Rabia Kamara (B.S.’10/B) competing to create Ben & Jerry’s newest flavor on Food Network’s “Clash of the Cones” (Photo courtesy Food Network)

Sweet success

Alumna crowned ‘Clash of the Cones’ winner on Food Network

By Leila Uginčius

Just a year ago, Virginia Commonwealth University graduate Rabia Kamara (B.S.’10/B) opened her first brick-and-mortar ice cream and desserts shop in the North Side of Richmond, Virginia. It was November — not the best time of year to sell frozen treats — and the middle of a global pandemic, when many other restaurants were closing for good. Yet opening day saw her shop, Ruby Scoops, with a line of customers wrapped around the block.

Just nine months later, Kamara went head-to-head with five other ice cream innovators on “Clash of the Cones.” On the competition TV show, which filmed this past summer and premiered Aug. 16 on the Food Network, six ice cream makers from across the country vied for the opportunity to create a unique flavor for venerable ice cream company Ben & Jerry’s.

Rabia Kamara (B.S.’10/B) competing to create Ben & Jerry’s newest flavor on Food Network’s “Clash of the Cones” (Photo courtesy Food Network)
Rabia Kamara (B.S.’10/B) competing to create Ben & Jerry’s newest flavor on Food Network’s “Clash of the Cones” (Photo courtesy Food Network)

The contestants were first charged with resurrecting a “dearly de-pinted” classic from Ben & Jerry’s Flavor Graveyard. That was the easy part, Kamara says. They then were tasked with impressing the judges and a special guest, actor Kevin Bacon, by creating a new flavor on the spot, based on the actor’s likes and dislikes and featuring no more than six ingredients. Actually, that part was easy, too, Kamara says.

“As ice cream makers, our minds are always kind of churning out ideas,” she says. “Any time that I got a prompt, my brain would automatically start to roll and think of different ideas. I have always been trying to trust my instinct as I’ve grown up, to go with my gut. … As things moved forward, I was like, I can really do whatever I want and I should take advantage of that.”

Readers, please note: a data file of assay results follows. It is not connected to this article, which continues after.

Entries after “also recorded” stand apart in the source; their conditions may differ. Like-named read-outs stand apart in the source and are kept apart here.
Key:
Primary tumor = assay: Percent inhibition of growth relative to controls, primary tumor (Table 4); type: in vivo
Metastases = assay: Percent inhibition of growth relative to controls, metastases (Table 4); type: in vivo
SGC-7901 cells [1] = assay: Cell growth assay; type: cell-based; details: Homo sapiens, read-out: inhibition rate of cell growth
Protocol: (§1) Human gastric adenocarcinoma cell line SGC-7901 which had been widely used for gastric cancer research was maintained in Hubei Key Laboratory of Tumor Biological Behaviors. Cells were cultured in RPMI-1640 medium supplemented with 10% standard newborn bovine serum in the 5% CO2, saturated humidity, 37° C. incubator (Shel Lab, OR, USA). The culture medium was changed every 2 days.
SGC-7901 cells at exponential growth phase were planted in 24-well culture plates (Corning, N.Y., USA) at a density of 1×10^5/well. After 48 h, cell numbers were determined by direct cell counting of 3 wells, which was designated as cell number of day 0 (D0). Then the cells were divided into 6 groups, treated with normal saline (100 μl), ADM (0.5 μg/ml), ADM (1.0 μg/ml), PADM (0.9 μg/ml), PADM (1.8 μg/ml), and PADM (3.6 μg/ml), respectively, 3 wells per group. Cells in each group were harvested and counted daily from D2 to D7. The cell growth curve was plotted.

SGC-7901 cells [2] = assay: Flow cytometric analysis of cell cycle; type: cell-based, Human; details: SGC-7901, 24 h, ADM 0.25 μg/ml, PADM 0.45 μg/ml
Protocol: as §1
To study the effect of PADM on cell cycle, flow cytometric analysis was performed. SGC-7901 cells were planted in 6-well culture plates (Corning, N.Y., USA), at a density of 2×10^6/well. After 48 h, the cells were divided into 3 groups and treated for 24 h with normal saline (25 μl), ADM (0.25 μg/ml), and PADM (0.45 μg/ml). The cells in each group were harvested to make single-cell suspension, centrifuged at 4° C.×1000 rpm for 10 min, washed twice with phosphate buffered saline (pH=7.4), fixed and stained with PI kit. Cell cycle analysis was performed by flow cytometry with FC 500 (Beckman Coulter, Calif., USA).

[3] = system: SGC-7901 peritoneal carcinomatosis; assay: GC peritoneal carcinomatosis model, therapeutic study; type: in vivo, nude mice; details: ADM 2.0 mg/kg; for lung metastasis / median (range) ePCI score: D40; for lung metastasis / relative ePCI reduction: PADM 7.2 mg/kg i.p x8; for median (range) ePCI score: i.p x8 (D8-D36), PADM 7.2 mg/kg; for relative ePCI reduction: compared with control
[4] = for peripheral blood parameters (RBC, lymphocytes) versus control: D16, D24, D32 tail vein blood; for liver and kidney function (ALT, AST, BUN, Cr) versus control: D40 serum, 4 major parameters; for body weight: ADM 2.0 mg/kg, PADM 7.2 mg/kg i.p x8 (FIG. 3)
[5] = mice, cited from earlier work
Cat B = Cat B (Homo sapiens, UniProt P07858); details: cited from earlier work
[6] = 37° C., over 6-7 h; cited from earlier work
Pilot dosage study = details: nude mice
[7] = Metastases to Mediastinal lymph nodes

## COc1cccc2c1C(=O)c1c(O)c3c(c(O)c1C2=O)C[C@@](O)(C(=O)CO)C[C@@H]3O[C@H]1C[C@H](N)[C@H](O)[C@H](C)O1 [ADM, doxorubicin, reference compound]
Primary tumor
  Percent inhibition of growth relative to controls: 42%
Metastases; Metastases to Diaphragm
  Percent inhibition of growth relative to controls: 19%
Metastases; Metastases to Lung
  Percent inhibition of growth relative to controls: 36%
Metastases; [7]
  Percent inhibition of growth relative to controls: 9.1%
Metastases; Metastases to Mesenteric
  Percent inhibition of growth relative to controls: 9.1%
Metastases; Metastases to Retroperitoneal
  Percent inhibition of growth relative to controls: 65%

Kamara won that first episode with a banana-dark chocolate-and-peanut butter-inspired flavor. She won the next challenge, too, creating a flavor for hip-hop icon and actor Chris “Ludacris” Bridges.

“He’s one of my favorite people ever,” she says. “So that one was just true, genuine excitement. And I feel like that really showed through what I created because it was really important to me that he ate my ice cream. Honestly, I can’t imagine how this competition would have gone if I lost that week.”

Two weeks later, in the season finale, Kamara and two other remaining competitors were tasked with creating flavors for Ben Cohen and Jerry Greenfield, Ben & Jerry’s famous founders. Kamara went with her gut and emerged as the show’s inaugural champion.

She was a ball of nerves, she says, going into the series finale, knowing everything that was at stake.

“It was really important to me going into the last week that I really just trusted my gut,” Kamara says. “I knew what felt right. And by doing that, I just felt really secure in my decision to make the flavor that I made,” a combination of chocolate brownies, toffee blondies, vanilla and dulce de leche.

In addition to Bacon and Ludacris, celebrity guests on the show included Food Network stars Buddy Valastro and Duff Goldman. Kamara says her victory in the second episode — in the “Ice Cream Yum Yum” challenge to create a flavor for Ludacris — was a particularly powerful moment.

When Kamara was announced as the show’s winner, she was overcome with emotion. The victory comes with a prize of $20,000 and a featured spot in a Ben & Jerry’s Scoop Shop or event in her hometown of Silver Spring, Maryland.

“I’ve been making ice cream for eight years. I’ve been running this business for six [as a small-batch ice cream company traveling to farmers markets and other events in the D.C. area],” says Kamara, who recently opened a second RVA shop, Suzy Sno, specializing in New Orleans-style snowballs.

“Entrepreneurship is hard. Ice cream is probably the easiest part of it. But, you know, there were days where I wasn’t sure I wanted to continue doing this. And so [winning] has really been a reminder that I’m on the right track and I chose the right thing to do with my life. And that feels great because it’s hard to work for yourself and it’s hard to build a brand from scratch. So to be able to go on TV and do things where I really shine, not just cooking, but just being able to be myself and not having to apologize for that and being able to win and like being my true self, it just makes everything feel like what I’ve been doing for the past almost decade has really been worth it.”

– Leila Uginčius (B.S.'95/MC) is a contributing writer for the alumni magazine.